- The Washington Times - Tuesday, April 29, 2003

CAMP AS SAYLIYAH, Qatar Gen. Tommy Franks said yesterday that coalition forces have begun recovering some of the artifacts looted from Iraqi museums thefts that sparked international criticism that the United States could have done more to protect such sites.

In an interview with the Associated Press, the commander of U.S. troops in the Persian Gulf region said that over the past four days Iraqis had started informing coalition forces of the artifacts' whereabouts.

More than 100 items have been returned, including priceless manuscripts, a 7,000-year-old vase and one of the oldest recorded bronze bas-relief bulls, U.S. Central Command said.

It said one man returned a chest filled with priceless manuscripts and parchments to a nearby mosque. A local pianist returned 10 pieces including a broken statue of an Assyrian king dated to the 9th century B.C., and the bas-relief.

"Over the last 96 hours we have had a whole lot of Iraqis contact our people up in Iraq and say actually [they] know where a great many of these artifacts are," Gen. Franks said in a satellite hookup from his Gulf command post here with the annual meeting of the news cooperative in Seattle.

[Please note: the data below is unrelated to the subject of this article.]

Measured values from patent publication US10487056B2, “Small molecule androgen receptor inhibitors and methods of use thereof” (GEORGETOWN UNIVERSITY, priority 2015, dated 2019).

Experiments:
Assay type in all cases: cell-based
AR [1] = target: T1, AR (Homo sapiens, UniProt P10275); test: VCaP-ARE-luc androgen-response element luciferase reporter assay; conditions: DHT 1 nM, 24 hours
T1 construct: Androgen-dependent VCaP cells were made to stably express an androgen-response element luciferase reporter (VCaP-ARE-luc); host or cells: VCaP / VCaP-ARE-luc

"Over the past three days we have been collecting artifacts," Gen. Franks said. "At the appropriate time we'll place them back in the museums for the Iraqi people," he added in a follow-up interview after the broadcast.

He said ordinary Iraqis had told U.S. forces that they wanted the items in coalition hands, not with Ba'ath Party members who were responsible for managing the museums and are accused of spiriting the artifacts away.

Gen. Franks touched on many issues in the interview, including the hunt for weapons of mass destruction, plans to reorganize the U.S. military presence in the Gulf, and the status of Saddam Hussein and his sons.

"Today I don't know whether Hussein and his sons are alive or dead," Gen. Franks said. "I have seen nothing over the last week or two that convinces me that he is alive."

On the military presence in the region, the general said that with the collapse of the Iraqi regime, he suspects there will be some "reorientation and some reorganization" of U.S. forces in the Gulf.

Specifically, he said the United States no longer needs to fly aircraft out of Turkey and Saudi Arabia to patrol the northern and southern "no-fly" zones over Iraq, which was established to keep Saddam's military in check.

He said the hunt for banned weapons continues at 950 to 1,000 sites around Iraq, but said he didn't know if about a dozen 55-gallon drums found Saturday near Baiji north of Baghdad contained any banned chemical weapons.

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